Jihad is the impetus for martyrdom.24 Regarding our debate, we can speak about the systematic creation of a “longing for martyrdom” (Ôalab aš-šahÁda) that is translated into suicide attacks. While Christian Martyrdom often relates to the passive desire to witness the sufferings of Christ through self-sacrifice, which was born out of the suppression of early Christians25, early Islamic martyrdom (šahÁda/istišhÁd) means the active endurance of pains on the battlefield. The Islamic concept of martyrdom discussed in this paper is actually based on a military and expansionist understanding of (early) Islam. Specifically, martyrdom refers to instances when one of the ÒaÎÁba [the holy companions of the Prophet Muhammad] entered into the fight with the intention of penetrating alone into the midst of the enemy lines, kill as many as possible, and witness to his faith by the sacrifice of his life.26 Those attacks took place during the expansion of the early Islamic empire. The Arabic term for martyrdom derives from the root š-h-d. The abstract noun is šahÁda, but also the tenth form verbal noun istišhÁd (maÒÃar).27
Since jihad and martyrdom are primary Islamic concepts, they are interpreted within the hermeneutical nexus of religious scholarship, which is called tradition. Tradition describes the scholarship that uses the canonical ÎadÐth collections as the most authoritative source of Islamic legal opinion. Calder offers the following definition:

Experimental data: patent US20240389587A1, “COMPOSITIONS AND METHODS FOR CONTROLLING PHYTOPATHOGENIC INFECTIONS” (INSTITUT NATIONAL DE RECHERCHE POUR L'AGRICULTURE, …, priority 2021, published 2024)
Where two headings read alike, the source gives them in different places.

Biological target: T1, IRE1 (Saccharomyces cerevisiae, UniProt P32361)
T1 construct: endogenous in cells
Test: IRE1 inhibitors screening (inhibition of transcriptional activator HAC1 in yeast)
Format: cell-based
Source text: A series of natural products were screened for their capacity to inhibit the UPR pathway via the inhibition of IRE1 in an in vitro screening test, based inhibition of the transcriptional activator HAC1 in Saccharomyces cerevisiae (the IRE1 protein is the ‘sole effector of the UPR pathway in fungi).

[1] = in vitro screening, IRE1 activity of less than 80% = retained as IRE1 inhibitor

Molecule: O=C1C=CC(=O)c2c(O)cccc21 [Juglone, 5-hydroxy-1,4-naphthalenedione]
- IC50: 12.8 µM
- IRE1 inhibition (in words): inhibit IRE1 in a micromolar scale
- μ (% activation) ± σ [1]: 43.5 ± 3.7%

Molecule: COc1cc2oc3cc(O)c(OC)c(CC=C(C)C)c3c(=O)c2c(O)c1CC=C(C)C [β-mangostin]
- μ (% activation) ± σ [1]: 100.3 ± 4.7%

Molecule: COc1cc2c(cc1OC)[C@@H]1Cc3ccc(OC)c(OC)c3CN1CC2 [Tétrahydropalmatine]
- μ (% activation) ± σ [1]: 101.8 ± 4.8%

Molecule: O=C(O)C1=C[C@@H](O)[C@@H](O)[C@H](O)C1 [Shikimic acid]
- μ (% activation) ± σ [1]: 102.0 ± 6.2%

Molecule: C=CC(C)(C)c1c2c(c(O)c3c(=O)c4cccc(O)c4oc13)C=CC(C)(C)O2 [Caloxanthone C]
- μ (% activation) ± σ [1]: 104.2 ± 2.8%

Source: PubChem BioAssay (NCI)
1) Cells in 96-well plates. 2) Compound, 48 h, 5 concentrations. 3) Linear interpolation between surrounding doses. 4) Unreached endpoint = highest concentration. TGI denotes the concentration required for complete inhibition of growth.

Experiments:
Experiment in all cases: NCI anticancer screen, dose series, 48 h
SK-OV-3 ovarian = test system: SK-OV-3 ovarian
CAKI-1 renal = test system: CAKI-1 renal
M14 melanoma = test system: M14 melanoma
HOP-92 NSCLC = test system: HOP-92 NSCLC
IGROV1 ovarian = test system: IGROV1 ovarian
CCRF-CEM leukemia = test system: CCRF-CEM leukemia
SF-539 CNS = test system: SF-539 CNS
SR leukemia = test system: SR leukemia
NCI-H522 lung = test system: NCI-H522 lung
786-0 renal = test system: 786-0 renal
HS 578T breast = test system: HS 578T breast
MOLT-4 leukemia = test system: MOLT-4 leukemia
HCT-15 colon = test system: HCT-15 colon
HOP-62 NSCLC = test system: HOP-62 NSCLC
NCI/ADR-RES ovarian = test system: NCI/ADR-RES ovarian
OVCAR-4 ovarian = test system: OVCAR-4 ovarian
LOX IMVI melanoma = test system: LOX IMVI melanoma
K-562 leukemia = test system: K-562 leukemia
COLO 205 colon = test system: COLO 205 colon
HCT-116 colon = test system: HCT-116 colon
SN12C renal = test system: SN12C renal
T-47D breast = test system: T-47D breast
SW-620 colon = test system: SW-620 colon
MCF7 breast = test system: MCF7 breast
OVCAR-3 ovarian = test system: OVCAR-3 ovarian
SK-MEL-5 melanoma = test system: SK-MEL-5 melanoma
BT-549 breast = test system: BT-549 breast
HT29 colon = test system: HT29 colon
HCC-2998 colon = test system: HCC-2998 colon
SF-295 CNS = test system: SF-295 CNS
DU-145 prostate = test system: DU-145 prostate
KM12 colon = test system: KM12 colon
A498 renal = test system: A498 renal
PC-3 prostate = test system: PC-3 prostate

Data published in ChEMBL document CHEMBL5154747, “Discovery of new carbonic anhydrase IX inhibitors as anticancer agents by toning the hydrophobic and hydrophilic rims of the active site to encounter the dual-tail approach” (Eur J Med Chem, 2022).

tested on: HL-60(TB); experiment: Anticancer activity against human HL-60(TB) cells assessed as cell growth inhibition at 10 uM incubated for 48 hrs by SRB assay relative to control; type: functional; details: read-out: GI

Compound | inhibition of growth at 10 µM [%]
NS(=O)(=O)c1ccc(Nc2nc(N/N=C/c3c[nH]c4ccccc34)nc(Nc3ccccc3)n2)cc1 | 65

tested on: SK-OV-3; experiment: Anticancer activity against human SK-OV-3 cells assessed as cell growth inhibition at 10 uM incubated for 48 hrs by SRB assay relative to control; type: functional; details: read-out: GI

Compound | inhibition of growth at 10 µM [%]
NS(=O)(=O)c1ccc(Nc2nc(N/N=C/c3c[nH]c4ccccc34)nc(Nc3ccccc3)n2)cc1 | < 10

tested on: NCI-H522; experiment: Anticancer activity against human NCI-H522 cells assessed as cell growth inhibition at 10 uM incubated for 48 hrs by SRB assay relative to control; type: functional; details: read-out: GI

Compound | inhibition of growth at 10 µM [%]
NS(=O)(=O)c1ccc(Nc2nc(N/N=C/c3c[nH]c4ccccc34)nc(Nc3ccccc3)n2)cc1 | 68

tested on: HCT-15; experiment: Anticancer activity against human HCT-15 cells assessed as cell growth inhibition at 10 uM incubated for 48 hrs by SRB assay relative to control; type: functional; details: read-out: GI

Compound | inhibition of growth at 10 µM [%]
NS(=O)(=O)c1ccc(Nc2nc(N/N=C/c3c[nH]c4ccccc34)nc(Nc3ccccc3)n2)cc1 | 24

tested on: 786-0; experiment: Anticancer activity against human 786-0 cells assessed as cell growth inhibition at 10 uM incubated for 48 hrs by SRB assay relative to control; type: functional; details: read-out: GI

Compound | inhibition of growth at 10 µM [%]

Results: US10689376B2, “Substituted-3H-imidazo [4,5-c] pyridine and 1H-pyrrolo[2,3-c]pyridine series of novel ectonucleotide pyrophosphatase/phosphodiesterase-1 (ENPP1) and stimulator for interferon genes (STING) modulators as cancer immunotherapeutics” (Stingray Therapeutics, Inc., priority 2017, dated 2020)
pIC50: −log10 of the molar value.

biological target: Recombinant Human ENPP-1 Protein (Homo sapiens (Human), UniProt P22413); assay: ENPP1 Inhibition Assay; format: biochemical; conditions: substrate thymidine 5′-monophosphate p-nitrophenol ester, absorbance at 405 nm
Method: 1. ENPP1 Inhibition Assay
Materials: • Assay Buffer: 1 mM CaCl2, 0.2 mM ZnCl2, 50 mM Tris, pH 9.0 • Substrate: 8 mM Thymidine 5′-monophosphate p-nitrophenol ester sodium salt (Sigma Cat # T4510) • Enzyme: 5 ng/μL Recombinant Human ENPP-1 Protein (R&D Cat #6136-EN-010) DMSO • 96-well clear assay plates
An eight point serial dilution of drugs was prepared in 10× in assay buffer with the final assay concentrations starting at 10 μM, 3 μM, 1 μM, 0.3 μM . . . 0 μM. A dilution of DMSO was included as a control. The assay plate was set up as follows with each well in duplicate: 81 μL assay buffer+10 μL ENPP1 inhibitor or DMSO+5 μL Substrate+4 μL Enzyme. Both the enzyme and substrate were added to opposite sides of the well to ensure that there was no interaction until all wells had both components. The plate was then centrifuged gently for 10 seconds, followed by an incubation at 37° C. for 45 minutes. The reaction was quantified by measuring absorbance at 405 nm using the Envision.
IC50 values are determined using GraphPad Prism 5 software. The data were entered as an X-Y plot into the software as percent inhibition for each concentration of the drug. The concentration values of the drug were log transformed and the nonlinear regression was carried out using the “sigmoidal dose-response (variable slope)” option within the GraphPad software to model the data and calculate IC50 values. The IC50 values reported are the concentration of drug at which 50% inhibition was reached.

In the Muslim tradition, the works of early (and indeed later) jurisprudence have no meaning outside of an established narrative context. That context is theological construct: it justifies and explains the law by demonstrating its divine origins. Briefly stated, it is thus. The words and deed of the Prophet MuÎammad (his sunna) being an embodiment of the divine command and an expression of God’s law (sharÐÝa), were preserved by the companions of the prophet [ÒaÎÁba], in the form of discrete anecdotes (ÎadÐth). These were transmitted orally through the generations and became the source of juristic discussion (fiqh). The early masters [AbÙ ÍanÐfa, MÁlik, and ShÁfiÝÐ], together with other masters (notably Ibn Íanbal, and a number of sectarian thinkers), brought to these discussions a distinctive authority which led in time to the emergence of divergent schools or traditions of juristic thinking. These were named after the masters: ÍanafÐ, MÁlikÐ, ShÁfiÝÐ, etc. The juristic schools were committed to a hermeneutical task - it was for a thousand years their existential raison d’être and the principal focus of religious scholarship in Islam -namely to justify tradition by demonstrating that it could be harmonized with revelation.28